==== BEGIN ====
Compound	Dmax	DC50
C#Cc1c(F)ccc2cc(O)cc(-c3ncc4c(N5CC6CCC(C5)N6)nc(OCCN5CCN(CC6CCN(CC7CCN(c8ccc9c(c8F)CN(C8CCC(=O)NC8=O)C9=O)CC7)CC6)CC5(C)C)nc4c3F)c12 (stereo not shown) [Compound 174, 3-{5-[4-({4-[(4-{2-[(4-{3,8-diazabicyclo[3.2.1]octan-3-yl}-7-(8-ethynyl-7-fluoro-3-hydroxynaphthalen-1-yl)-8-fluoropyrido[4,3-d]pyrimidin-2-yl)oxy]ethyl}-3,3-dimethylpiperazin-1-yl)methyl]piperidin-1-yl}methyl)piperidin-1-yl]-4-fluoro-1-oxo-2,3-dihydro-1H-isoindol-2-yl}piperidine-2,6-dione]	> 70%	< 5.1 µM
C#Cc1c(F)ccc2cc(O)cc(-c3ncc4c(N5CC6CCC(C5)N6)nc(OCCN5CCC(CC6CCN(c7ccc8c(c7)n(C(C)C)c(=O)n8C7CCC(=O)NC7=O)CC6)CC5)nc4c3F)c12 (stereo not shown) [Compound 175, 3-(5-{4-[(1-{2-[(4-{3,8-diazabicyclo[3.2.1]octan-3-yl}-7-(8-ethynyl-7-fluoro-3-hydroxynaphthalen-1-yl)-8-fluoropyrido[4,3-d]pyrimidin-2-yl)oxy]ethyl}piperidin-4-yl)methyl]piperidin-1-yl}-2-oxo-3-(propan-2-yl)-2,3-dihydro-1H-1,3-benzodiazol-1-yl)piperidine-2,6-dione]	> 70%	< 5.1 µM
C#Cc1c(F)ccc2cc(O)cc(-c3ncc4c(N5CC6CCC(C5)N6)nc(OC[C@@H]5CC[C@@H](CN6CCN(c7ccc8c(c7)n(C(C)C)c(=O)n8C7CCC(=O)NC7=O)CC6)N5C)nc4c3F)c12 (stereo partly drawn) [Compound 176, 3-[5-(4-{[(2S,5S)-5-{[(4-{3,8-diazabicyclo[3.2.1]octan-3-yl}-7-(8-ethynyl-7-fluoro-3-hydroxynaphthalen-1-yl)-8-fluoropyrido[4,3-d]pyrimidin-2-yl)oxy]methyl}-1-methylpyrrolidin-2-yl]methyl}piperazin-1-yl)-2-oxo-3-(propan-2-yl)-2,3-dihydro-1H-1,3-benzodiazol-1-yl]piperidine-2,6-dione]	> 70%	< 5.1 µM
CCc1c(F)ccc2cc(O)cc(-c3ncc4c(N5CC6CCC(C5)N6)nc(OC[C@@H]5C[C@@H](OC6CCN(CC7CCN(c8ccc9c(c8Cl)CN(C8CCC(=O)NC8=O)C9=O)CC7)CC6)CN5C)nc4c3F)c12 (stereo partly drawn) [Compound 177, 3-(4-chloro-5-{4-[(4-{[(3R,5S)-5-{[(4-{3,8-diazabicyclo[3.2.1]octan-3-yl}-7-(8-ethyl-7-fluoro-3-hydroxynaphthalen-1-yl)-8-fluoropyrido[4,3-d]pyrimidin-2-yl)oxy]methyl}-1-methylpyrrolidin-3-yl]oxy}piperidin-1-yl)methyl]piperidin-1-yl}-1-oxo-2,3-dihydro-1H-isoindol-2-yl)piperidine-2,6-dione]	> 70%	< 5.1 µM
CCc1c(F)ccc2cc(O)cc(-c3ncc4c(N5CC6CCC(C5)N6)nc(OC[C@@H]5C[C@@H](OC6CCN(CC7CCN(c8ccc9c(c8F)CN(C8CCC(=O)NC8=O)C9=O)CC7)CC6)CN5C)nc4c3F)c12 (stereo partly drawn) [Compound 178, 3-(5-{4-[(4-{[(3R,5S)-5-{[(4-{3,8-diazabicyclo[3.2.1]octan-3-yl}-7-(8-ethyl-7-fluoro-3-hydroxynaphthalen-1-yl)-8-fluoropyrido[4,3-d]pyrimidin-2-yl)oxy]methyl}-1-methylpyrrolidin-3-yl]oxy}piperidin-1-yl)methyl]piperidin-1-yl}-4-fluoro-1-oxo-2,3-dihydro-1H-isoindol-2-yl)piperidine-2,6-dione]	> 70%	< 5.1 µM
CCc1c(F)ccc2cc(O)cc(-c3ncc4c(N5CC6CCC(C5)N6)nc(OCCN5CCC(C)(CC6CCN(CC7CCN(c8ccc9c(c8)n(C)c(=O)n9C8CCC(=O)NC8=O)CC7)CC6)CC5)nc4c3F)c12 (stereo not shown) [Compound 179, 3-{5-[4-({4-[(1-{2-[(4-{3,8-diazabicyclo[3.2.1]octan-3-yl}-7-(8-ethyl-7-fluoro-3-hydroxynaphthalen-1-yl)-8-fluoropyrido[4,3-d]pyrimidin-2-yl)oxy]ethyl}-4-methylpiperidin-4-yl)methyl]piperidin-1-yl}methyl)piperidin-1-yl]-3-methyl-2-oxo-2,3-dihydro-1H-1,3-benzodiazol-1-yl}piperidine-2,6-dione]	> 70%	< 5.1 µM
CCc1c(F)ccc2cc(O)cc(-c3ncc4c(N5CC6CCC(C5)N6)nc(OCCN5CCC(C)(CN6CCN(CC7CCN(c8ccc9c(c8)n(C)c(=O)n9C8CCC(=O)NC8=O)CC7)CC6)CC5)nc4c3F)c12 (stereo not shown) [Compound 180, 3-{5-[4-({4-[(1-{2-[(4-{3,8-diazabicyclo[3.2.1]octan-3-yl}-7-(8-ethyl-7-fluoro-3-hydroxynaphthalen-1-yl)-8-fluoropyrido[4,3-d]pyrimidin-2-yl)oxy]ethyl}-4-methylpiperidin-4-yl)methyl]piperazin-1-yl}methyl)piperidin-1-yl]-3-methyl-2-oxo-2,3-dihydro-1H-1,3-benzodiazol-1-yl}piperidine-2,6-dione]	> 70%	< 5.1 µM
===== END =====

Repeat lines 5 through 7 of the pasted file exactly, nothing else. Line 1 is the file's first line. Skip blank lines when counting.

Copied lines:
CCc1c(F)ccc2cc(O)cc(-c3ncc4c(N5CC6CCC(C5)N6)nc(OC[C@@H]5C[C@@H](OC6CCN(CC7CCN(c8ccc9c(c8Cl)CN(C8CCC(=O)NC8=O)C9=O)CC7)CC6)CN5C)nc4c3F)c12 (stereo partly drawn) [Compound 177, 3-(4-chloro-5-{4-[(4-{[(3R,5S)-5-{[(4-{3,8-diazabicyclo[3.2.1]octan-3-yl}-7-(8-ethyl-7-fluoro-3-hydroxynaphthalen-1-yl)-8-fluoropyrido[4,3-d]pyrimidin-2-yl)oxy]methyl}-1-methylpyrrolidin-3-yl]oxy}piperidin-1-yl)methyl]piperidin-1-yl}-1-oxo-2,3-dihydro-1H-isoindol-2-yl)piperidine-2,6-dione]	> 70%	< 5.1 µM
CCc1c(F)ccc2cc(O)cc(-c3ncc4c(N5CC6CCC(C5)N6)nc(OC[C@@H]5C[C@@H](OC6CCN(CC7CCN(c8ccc9c(c8F)CN(C8CCC(=O)NC8=O)C9=O)CC7)CC6)CN5C)nc4c3F)c12 (stereo partly drawn) [Compound 178, 3-(5-{4-[(4-{[(3R,5S)-5-{[(4-{3,8-diazabicyclo[3.2.1]octan-3-yl}-7-(8-ethyl-7-fluoro-3-hydroxynaphthalen-1-yl)-8-fluoropyrido[4,3-d]pyrimidin-2-yl)oxy]methyl}-1-methylpyrrolidin-3-yl]oxy}piperidin-1-yl)methyl]piperidin-1-yl}-4-fluoro-1-oxo-2,3-dihydro-1H-isoindol-2-yl)piperidine-2,6-dione]	> 70%	< 5.1 µM
CCc1c(F)ccc2cc(O)cc(-c3ncc4c(N5CC6CCC(C5)N6)nc(OCCN5CCC(C)(CC6CCN(CC7CCN(c8ccc9c(c8)n(C)c(=O)n9C8CCC(=O)NC8=O)CC7)CC6)CC5)nc4c3F)c12 (stereo not shown) [Compound 179, 3-{5-[4-({4-[(1-{2-[(4-{3,8-diazabicyclo[3.2.1]octan-3-yl}-7-(8-ethyl-7-fluoro-3-hydroxynaphthalen-1-yl)-8-fluoropyrido[4,3-d]pyrimidin-2-yl)oxy]ethyl}-4-methylpiperidin-4-yl)methyl]piperidin-1-yl}methyl)piperidin-1-yl]-3-methyl-2-oxo-2,3-dihydro-1H-1,3-benzodiazol-1-yl}piperidine-2,6-dione]	> 70%	< 5.1 µM